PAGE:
How much did tax schedules adjust for inflation?
Posted on October 28, 2022

Last week the news reported that the IRS announced the tax schedules for 2023 and some reports stated, “Some will be able to keep more money.” I think you’ve got this: this last statement isn’t true. Accurate inflation adjustment of the tax tables mean that if your ordinary income is the same in real terms in 2023 as in 2022, you will pay the same real amount of tax. You’re not paying the IRS more because of inflation; your taxes are the same measured in spending power; the amount you keep is the same real spending power. The purpose of this post is to describe the two tax tables that adjusted for inflation.


== The ordinary tax table: 7.1% ==


The IRS adjusted the 2023 tax table for ordinary income for 7.1% inflation; this compares to the 3.1% increase last year. The ordinary tax table applies to income other than that taxed at capital gains rates. For example, the standard deduction for a single tax payer increased from $12,950 to $13,850: that’s an increase nearest to 7.1% when rounding to the nearest $50. The tax tables all adjusted by 7.1%. For example, the start of the 22% tax bracket and the amount a taxpayer owes at the start of the 22% bracket increased by 7.1%.



== Is 7.1% the correct measure of inflation? ==


Why the 7.1% increase when all the reports are that inflation has increased by more than 8% over the past year? Does the IRS adjustment really reflect the inflation we experience? I can’t give clear answers.


The IRS by law must use a different measure of inflation than we normally consider. It’s called the Chained Consumer Price Index for All Urban Consumers (C-CPI-U). It tries to account for the most current shifts consumer buying habits: when beef prices rise, more consumers will buy less costly chicken. The C-CPI-U reflects these shifts in the market basket of goods that consumers buy more quickly than other more commonly used measures of inflation: CPI-U or CPI-W. The C-CPI-U calculates a lower inflation than CPI-U or CPI-W. You can watch a five-minute video explanation here.


I don’t understand how the IRS uses the C-CPI-U index to calculate 7.1%. When I use a recent quarterly average of the index from here, I calculate an 8.0% increase.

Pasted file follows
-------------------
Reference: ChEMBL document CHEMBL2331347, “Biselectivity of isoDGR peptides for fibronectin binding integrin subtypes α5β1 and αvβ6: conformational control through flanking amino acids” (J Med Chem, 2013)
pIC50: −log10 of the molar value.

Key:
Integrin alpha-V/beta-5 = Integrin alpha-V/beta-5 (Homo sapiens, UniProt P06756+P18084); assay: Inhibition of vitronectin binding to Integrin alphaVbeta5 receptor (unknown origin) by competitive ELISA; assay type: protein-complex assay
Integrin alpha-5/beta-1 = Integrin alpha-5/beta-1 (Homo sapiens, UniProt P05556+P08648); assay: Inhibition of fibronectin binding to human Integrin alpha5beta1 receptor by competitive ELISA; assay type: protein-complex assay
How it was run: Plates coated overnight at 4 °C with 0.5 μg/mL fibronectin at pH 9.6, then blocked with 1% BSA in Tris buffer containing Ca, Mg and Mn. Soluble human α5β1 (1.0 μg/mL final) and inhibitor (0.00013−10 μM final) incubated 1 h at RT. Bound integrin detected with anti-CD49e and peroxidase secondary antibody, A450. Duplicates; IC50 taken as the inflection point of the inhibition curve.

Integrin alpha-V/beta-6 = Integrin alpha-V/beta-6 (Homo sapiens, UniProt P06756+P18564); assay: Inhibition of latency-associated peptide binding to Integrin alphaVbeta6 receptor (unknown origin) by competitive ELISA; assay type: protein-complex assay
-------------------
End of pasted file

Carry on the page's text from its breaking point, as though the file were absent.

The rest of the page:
Over the past three years, IRS adjustments trail the adjustments for Cost of Living calculated by Social Security. The lag is about five percentage points. If the IRS adjustment is lower than the inflation we are experiencing, we have what some call “bracket creep”: we’re paying taxes on inflation: as measured in real spending power, we’re paying more in tax and we’re keeping less. Alternatively if Social Security is paying us more than the inflation we are experiencing, we’re really paying in less tax and keeping more in spending power.


The IRS adjustments are about five percentage points less than those by Social Security over the past three years.


== Medicare Premium Tripwires: 10.7% ==


Medicare issues a table of tripwires in income – for most all of us that’s the same as Adjusted Gross Income, line 11 of your 2021 tax return as an example – that trigger higher Medicare Premiums. Cross the first tripwire of income by $1 and you could pay about $1,000 in added Medicare Premiums. Married, joint filers who receive Medicare would pay $2,000 in added premiums. For most of us retirees, the base Medicare B premiums and any added premiums are deducted from our Social Security benefits.


The tripwires issued by Medicare in September increased by 10.7%. I do not know exactly what Medicare uses for its calculation, since the recent adjustments do not track with recent measures of inflation. Perhaps the 10.7% inflation increase was catching up from last year’s low adjustment – or to make up for many prior years of no adjustment for inflation.



I’ll use the table just issued as input to my tax plan for 2022 that I will finalize next month. I’ll calculate our Adjusted Gross Income given our RMD and taxes on sales of other securities I’ll have to sell to add to the total we’ll withdraw from our nest egg for our spending. If I think I can avoid a tripwire, I’ll change what I sell for our spending in the upcoming: selling from my Roth results in no taxable income, for example.


I revised the planning template that I first provided in this post last August. Here’s the revision. I have a very good view – not a perfect view – of the the table of tripwires that will be issued next September that will apply to my 2022 return. My planning assumption is the tripwires will increase by 4% for inflation next year; I’d double the tripwires displayed below for Patti and me as joint, married filers.




Conclusion. The IRS issued tax tables that will apply to your 2023 tax return. Everything increased by 7.1%. If that is the exact right measure of inflation, we all will pay the same, real amount of tax and keep the same, real amount after tax for our spending. The 7.1% increase is based on a different measure of inflation than used by Social Security for its Cost of Living Adjustment: 8.7% for the benefits in 2023.


Medicare increased by 10.7% the tripwires of income that can trigger higher Medicare premiums. This increase is greater than other measures of inflation. It may have increased that much since prior adjustments have been far lower than any measure of inflation. I always calculate my Adjusted Gross Income in November for our current-year tax return to make sure I don’t cross a tripwire that I can avoid.

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